True, it is outside the diatonic notes - let's face it, F♯ isn't one of those! So, it's not strictly within that key.
However, since the other two notes are, it gets close. It's actually (the whole chord) the V of V - the dominant of the dominant, so pointing towards the dominant of the original key.
It's a secondary dominant, and as such, leads the music on to another diatonic chord - the dominant itself.
EDIT: - with reflection, the question itself is asked in a naiive way (with respect). It asks two questions - whether the chord D is 'within the scale' (header), then at the end whether it's 'within the key'. The two are not interchangable. 1st answer - no, it's not within the scale - it cannot be - there's F# included. So it's not diatonic.
2nd answer - within the key - certainly, as any key will use, or has the propensity to use - at least the secondary dominants that are inextricably associated with that key. Thus - sec. doms which could actually move diectly to a diatonic chord (but don't necessarily have to) are:E(7), B(7), A(7), D(7), even C7, none of which are diatonic, all of which are 'within the key'.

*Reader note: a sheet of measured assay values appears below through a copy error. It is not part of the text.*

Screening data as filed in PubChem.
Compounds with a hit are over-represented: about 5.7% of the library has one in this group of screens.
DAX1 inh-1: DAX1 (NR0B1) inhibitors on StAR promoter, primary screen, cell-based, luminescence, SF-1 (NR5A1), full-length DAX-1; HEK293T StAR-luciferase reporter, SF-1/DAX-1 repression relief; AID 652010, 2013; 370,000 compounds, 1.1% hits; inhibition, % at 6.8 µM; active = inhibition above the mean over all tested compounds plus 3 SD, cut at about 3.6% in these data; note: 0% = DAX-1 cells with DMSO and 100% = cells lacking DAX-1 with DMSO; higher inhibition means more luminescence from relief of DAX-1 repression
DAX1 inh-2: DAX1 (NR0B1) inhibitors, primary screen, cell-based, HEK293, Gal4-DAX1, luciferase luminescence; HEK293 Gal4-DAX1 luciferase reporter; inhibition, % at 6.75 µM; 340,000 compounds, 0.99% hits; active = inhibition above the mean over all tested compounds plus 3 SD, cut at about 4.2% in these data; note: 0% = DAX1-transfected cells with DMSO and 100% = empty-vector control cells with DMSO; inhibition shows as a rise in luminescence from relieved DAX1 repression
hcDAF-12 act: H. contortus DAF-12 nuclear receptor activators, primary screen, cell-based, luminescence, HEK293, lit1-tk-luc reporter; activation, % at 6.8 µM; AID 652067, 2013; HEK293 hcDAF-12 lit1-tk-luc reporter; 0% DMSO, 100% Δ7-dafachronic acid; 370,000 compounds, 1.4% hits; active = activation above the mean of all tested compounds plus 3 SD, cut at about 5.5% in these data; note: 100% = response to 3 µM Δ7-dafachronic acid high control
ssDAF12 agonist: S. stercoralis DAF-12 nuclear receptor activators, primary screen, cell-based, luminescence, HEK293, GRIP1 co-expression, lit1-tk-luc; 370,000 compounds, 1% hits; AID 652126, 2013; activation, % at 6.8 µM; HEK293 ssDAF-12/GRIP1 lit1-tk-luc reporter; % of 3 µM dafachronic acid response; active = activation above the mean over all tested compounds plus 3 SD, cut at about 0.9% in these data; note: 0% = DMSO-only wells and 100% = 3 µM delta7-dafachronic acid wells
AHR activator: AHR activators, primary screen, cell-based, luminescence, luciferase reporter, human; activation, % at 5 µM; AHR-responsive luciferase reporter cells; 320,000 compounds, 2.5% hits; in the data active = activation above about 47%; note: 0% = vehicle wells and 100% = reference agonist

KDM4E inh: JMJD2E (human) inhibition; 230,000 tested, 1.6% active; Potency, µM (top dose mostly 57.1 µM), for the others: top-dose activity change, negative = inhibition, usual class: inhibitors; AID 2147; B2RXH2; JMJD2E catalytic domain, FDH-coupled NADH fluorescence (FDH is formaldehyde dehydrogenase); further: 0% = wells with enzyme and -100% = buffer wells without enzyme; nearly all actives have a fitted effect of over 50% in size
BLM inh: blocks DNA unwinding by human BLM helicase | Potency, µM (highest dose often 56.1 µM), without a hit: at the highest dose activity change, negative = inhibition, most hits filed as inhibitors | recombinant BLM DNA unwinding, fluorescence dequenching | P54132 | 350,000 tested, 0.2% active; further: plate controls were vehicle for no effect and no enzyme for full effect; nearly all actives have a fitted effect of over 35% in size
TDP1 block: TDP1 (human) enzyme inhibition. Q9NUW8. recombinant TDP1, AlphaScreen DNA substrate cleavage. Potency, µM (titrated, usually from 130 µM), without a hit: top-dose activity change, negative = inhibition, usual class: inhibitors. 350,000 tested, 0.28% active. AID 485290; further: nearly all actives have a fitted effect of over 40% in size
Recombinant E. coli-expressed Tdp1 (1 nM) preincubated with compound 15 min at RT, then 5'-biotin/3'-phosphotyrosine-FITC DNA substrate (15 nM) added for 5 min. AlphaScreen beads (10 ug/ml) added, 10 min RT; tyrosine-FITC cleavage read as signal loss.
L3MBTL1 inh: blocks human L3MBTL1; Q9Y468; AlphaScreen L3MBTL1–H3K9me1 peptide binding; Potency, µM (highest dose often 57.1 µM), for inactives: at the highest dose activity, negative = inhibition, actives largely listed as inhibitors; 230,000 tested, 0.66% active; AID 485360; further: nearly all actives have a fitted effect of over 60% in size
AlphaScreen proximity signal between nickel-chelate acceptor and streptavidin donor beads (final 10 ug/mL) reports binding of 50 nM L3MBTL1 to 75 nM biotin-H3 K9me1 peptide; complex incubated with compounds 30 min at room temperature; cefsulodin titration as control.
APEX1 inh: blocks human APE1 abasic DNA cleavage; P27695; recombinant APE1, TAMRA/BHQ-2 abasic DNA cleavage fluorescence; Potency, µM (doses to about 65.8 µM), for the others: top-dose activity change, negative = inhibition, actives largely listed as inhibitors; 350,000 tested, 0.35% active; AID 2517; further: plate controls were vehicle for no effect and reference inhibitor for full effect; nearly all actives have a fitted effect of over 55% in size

As stated in gui3's comment, F# does get found in a parallel mode - that of C Lydian. It's fairly common to use parallel modes or keys, which will still use the original root (here, C), but change certain other notes (here, F>F#). Thus, in C Lydian, the triad built on root D will be D, F#, A - D major.